Accusers as Adjudicators in Agency Enforcement Proceedings
Largely because of the Supreme Court’s 1975 decision in Withrow v. Larkin, the accepted view for decades has been that a federal administrative agency does not violate the Due Process Clause by combining the functions of investigating, charging, and then resolving allegations that a person violated the law. Many federal agencies have this structure, such as the Securities and Exchange Commission (SEC) and the Federal Trade Commission.
In 2016, the Supreme Court decided Williams v. Pennsylvania, a judicial disqualification case that, without addressing administrative agencies, nonetheless raises a substantial question about one aspect of the combination of functions at agencies. The Court held that due process prevented a judge from sitting in a case in which he had participated as district attorney years earlier. The operative principle for the decision was that “the Court has determined that an unconstitutional potential for bias exists when the same person serves as both accuser and adjudicator in a case.”
This Article concludes that the reasoning of Williams should supersede Withrow on the need to disqualify a specific commissioner or agency head from participating in a particular adjudication if the agency official played a meaningful role, such as voting to approve enforcement charges, in the process leading to the agency’s initiation of proceedings against the defendant. Voting to approve enforcement charges would be a meaningful role. The due process cases do not permit a compromise on the high standards of impartiality demanded of a final agency decision maker in an adjudication to determine whether a private party committed a violation of law.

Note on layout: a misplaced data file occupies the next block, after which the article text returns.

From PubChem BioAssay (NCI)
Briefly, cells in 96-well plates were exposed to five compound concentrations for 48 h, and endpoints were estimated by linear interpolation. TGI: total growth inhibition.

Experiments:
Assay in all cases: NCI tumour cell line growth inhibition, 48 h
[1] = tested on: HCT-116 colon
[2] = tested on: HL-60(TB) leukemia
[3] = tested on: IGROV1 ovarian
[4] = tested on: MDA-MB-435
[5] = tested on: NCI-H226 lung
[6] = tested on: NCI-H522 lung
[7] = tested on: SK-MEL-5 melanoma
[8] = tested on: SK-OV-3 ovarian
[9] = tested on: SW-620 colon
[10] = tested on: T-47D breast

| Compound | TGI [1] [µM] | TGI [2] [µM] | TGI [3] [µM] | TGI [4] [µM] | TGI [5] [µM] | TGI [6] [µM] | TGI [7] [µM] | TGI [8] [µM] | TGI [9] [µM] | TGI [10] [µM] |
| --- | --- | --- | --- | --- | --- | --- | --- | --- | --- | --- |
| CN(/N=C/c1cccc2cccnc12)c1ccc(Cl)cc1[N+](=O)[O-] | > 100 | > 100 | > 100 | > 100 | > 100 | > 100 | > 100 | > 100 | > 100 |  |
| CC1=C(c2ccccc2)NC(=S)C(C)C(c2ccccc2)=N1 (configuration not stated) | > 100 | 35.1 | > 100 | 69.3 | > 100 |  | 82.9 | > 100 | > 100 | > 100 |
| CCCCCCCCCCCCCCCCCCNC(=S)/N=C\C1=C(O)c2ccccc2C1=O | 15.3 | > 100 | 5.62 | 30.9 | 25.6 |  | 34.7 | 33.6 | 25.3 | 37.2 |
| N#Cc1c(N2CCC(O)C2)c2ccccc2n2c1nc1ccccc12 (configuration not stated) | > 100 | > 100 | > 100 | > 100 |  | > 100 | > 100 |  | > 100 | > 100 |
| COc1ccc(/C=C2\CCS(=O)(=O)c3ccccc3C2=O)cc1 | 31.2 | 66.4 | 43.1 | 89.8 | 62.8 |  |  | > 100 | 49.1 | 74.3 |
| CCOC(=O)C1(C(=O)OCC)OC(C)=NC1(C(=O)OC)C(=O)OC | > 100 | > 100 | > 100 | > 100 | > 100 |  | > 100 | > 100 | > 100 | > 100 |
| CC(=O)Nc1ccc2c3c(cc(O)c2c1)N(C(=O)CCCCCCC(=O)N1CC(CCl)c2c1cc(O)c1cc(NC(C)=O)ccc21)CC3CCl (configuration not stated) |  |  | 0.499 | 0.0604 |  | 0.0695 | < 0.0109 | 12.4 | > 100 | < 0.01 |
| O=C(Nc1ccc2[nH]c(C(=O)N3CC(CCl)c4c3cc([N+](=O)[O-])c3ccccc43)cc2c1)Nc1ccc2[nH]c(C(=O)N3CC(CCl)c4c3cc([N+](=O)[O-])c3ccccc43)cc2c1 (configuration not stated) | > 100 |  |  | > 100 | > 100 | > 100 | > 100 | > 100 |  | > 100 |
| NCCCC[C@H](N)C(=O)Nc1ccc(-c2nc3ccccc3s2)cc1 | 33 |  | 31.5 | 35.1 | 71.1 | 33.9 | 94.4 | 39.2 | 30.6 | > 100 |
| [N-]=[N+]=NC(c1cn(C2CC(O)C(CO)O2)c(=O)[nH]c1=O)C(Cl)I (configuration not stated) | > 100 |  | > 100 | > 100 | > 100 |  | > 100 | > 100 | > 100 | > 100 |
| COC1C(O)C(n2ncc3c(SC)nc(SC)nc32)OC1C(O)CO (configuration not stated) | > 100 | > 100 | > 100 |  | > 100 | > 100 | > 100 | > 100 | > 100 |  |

That reading of Williams threatens to unsettle standard practices at various agencies, but a closer look at the procedures of the SEC shows that it would be able to accommodate the rule in Williams yet retain the combination of charging and adjudicating at the Commission level. Because of turnover of Commissioners and quorum rules, the SEC could continue to have the agency leaders bring enforcement cases and review nearly all administrative law judge decisions while disqualifying individual Commissioners under Williams when necessary.